Tuesday, 16 August 2016

The end of another season

The breeding season at the Long Nanny tern site has drawn to a close. The majority of the birds have left, starting the migration to their wintering grounds. The site is packed up, tents collapsed and the assistant rangers that vigilantly watched the colony throughout the summer have moved on to other things.
Little terns and Arctic terns nesting on the Long Nanny spit © Kate Bradshaw
It hasn't been an easy season, but five little tern Sternula albifrons chicks fledged from a minimum of seventeen nesting pairs. There were thirty seven nesting attempts made through out the season, but some of these may have been repeat attempts by pairs that lost nests earlier in the season. It is therefore impossible to say exactly how many pairs nested on site. The nesting success of the little terns was impacted by stoat, kestrel and poor weather mainly during the incubation period. 

Although the number of fledglings seems low we managed to avoid any losses due to flooding of nests at exceptionally high tides in June and July. This is through ranger intervention during the events and the raising of nests onto fishing crates to reduce the impact of tides. Some of the little tern colony nested in a new area of the site this year. This provided them with slightly more protection against high tides compared to the exposed area of spit that they have historically nested on. This meant that three nests did not need to be raised onto fishing crates at all this year.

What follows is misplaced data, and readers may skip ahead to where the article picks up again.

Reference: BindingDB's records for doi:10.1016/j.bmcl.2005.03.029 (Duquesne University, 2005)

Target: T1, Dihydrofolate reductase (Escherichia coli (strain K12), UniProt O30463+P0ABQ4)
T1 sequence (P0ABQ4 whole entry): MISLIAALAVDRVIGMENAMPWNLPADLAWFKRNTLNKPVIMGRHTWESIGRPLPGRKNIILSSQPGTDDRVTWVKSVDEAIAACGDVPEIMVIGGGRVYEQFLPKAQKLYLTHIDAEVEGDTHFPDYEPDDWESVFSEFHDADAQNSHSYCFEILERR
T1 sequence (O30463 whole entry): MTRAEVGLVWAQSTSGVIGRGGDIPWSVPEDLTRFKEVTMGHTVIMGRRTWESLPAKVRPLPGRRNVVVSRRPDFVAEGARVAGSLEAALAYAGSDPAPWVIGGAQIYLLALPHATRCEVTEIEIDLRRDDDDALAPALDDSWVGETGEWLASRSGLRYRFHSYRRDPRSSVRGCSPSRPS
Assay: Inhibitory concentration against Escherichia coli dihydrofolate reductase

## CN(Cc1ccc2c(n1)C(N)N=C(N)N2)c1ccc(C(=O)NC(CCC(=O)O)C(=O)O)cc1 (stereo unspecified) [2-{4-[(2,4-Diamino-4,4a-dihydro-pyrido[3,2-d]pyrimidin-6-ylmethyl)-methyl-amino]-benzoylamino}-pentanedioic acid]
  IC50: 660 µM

Little tern nests raised onto fishing crates and pallets © Kevin Redgrave
Around a thousand pairs of Arctic tern Sterna paradisaea bred on site this year, which is almost half of last years breeding population. Sadly they experienced a very difficult season, with only two chicks known to have fledged.  Their nests were impacted by the extreme high tides and productivity was affected by poor weather, predation and possibly poor feeding when chicks were hatching.

Ringed plover Charadrius hiaticulaalso also breed at the Long Nanny and are often forgotten in the hubbub of the tern colony. This year five chicks were successfully fledged from sixteen known nesting attempts by a minimum of six pairs.
Ringed Plover
A variety of predators were a problem this year with stoat and kestrel causing the most problems. Earlier in the season we also struggled with crows and gulls, particularly black-headed raiding the site. However the vigilance of the five rangers and volunteers protected the little tern colony from the majority of predator attacks until site closure on 27th July.

Many thanks to this years’ assistant rangers  - Alan, Rachelle, Oliver, Scarlett and Will, all the volunteers that worked throughout the season and to everyone who cooperated with them to help make the breeding season as successful as possible.

Sunset at the Long Nanny ©Rachelle Regan

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